To quote Neil deGrasse Tyson: “When citizens and politicians get to the point where they are arguing whether science is real. We have the beginnings of an uninformed democracy.”
As I write this, my social media feeds are blowing up with over four million climate change protestors from 163 countries.
But you may be asking, why should we care?
We are quite lucky here in the Bow Valley. We have had only one epic climatic event in recent memory.
But with increasing extreme temperature events and sea level rise citizens of major population centers in the world may/will become climate change refugees.
Here are a few examples of how we could (will) be affected.
Our overall insurance costs will increase as catastrophes mount.
This assumes you can get insurance. Already this year, one major world reinsurer has pulled out of supporting any carbon generating business (like a power plant) and one Canadian Bank has also pulled its insurance arm out of covering anything where it can’t measure the climate change risk.
Canada accepts about 350,000 immigrants per year. But there are about one billion people that could become climate change refugees. Given the unprecedented melting of Greenland this summer, as an example of seas level rise, and add in the increased intensity of storms, and you will have an exponential increase of climate change refugees. Barbados this year is a perfect example.
Imagine the pressure for Canada to increase its intake of refugees 10 or 100 fold. What will this do to our societal norms?
Is it real?
If you are part of the six per cent of Canadians who still think this is some grand conspiracy, or tax grab, understand your opinions are now in the minority. Your social media feed will supply you with stories that support your preconceptions, but this is not the same thing as facts.
It is now 99 per cent of scientists who now are in support of the basic premise that carbon increasing in the atmosphere leads to century/millennia long temperature increases.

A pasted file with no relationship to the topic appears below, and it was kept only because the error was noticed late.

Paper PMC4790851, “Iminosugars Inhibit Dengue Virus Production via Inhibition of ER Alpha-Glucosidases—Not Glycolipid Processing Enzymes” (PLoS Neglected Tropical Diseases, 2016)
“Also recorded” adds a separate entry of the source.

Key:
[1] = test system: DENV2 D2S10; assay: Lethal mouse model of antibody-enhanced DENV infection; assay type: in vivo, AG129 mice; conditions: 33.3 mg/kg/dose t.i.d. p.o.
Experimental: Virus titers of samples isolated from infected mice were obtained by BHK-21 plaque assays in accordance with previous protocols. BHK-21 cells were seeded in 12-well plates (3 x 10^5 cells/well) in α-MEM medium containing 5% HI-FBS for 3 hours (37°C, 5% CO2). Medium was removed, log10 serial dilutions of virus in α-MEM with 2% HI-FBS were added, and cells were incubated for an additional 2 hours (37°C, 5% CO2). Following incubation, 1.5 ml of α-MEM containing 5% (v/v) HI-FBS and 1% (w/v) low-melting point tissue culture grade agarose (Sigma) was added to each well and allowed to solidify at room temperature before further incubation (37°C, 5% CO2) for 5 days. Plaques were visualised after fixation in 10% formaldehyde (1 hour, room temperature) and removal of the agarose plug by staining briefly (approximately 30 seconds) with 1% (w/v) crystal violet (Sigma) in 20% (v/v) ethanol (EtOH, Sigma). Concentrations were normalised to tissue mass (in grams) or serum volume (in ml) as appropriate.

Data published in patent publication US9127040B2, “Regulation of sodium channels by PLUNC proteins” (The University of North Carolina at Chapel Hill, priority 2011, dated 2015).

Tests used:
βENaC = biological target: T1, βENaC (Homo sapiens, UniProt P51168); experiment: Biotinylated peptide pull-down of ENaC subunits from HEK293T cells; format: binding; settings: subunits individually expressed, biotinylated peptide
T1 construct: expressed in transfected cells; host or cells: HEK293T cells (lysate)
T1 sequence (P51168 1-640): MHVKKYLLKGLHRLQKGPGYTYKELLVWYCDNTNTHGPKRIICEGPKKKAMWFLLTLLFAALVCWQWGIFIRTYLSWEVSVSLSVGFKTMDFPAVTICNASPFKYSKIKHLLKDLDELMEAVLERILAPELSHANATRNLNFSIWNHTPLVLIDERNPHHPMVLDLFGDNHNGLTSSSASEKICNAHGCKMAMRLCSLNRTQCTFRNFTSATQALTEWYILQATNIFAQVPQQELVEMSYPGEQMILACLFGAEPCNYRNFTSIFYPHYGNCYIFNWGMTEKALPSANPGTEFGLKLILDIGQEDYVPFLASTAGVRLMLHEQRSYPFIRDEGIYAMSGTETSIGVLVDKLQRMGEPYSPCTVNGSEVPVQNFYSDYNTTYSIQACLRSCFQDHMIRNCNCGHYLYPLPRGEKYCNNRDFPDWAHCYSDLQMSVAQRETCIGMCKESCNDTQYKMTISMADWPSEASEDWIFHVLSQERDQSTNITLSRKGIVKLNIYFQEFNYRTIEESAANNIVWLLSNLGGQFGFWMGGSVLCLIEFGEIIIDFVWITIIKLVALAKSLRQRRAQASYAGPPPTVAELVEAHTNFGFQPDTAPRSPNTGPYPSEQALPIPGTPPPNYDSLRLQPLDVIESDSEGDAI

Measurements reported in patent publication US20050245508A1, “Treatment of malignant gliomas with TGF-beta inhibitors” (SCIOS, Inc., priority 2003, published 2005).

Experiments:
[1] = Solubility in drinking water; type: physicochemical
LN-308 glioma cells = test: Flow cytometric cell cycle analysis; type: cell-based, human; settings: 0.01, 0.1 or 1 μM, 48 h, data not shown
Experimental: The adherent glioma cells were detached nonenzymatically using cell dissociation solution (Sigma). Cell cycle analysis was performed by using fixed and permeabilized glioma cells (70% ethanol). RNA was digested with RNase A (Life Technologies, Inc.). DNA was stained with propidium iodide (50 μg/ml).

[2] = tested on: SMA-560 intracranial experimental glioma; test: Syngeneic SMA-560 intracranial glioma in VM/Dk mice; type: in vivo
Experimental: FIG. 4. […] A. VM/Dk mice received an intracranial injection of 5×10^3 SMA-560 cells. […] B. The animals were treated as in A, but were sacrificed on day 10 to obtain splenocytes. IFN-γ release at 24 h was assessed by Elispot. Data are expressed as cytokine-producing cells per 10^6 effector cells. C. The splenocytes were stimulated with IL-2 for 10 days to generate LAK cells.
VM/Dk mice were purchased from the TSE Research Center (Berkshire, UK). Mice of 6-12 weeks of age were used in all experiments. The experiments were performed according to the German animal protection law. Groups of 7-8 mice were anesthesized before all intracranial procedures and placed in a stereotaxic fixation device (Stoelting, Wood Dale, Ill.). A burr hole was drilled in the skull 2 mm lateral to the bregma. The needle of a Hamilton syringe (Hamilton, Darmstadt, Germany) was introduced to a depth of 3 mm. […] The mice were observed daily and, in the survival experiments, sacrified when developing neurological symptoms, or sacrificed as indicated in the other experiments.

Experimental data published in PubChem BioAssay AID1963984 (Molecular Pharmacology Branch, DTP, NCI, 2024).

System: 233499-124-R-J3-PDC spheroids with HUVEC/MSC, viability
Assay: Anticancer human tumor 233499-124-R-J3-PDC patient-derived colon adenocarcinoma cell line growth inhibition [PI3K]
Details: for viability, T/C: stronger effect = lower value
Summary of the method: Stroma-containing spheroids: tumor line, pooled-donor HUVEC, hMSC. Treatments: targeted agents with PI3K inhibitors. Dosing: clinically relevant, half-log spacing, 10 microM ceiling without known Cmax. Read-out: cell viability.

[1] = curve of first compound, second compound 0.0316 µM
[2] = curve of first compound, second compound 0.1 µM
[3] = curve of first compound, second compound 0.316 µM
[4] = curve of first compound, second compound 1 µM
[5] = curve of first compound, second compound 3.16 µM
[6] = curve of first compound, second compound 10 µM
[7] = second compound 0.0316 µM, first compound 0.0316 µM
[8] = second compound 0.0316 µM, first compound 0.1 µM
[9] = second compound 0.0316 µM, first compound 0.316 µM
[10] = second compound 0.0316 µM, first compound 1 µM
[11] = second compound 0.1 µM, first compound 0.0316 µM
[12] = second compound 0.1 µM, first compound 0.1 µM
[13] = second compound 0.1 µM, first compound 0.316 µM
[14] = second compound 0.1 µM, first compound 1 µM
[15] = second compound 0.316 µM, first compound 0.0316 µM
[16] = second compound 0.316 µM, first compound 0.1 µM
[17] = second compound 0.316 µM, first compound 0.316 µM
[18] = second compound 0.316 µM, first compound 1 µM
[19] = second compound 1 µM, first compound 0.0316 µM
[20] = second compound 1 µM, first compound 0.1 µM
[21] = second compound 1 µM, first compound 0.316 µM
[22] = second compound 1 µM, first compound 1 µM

Does this mean the end of the Alberta advantage?
We have built a society on the Albertan oil and gas economic model.
The global energy transformation has started and our choices are to stay engaged with the buggy whip business, or to lead the worldwide energy transition.
None of this means we are going to turn off the taps. In fact leveraging our valuable resources to fund the leadership necessary to continue is possible.
The transition is already happening. Last month, the City of Los Angeles was offered a deal for seven per cent of its total energy needs with solar at 1.99 cents/KW.
The least expensive energy on the Alberta grid is wind at 3.7 cents/Kw.
Battery storage is now below two cents/kw in some jurisdictions.
The business icons Bill Gates and Murray Edwards have funded this successful engineering solution.
Are we doing enough? In short – no.
The plans presented by most of the political parties will not get Canada to the necessary carbon emission reductions to prevent the dreaded feedback loop and run away climate change. With one of the world’s most carbon intensive societies, we should be leaders. This could be Alberta’s and Canada’s role.
We should talk about the risk society is taking and encourage our leaders to make climate change measurement, mitigation and adaptation priorities.
If we succeed, we will have helped Alberta continue to be leaders, we would have created new technologies, we would have broadened Alberta’s economic base and secured our economic, societal and corporate futures.
If we fail, and the 99 per cent of the world’s scientists are right, then get ready to apologize to your children and grandchildren.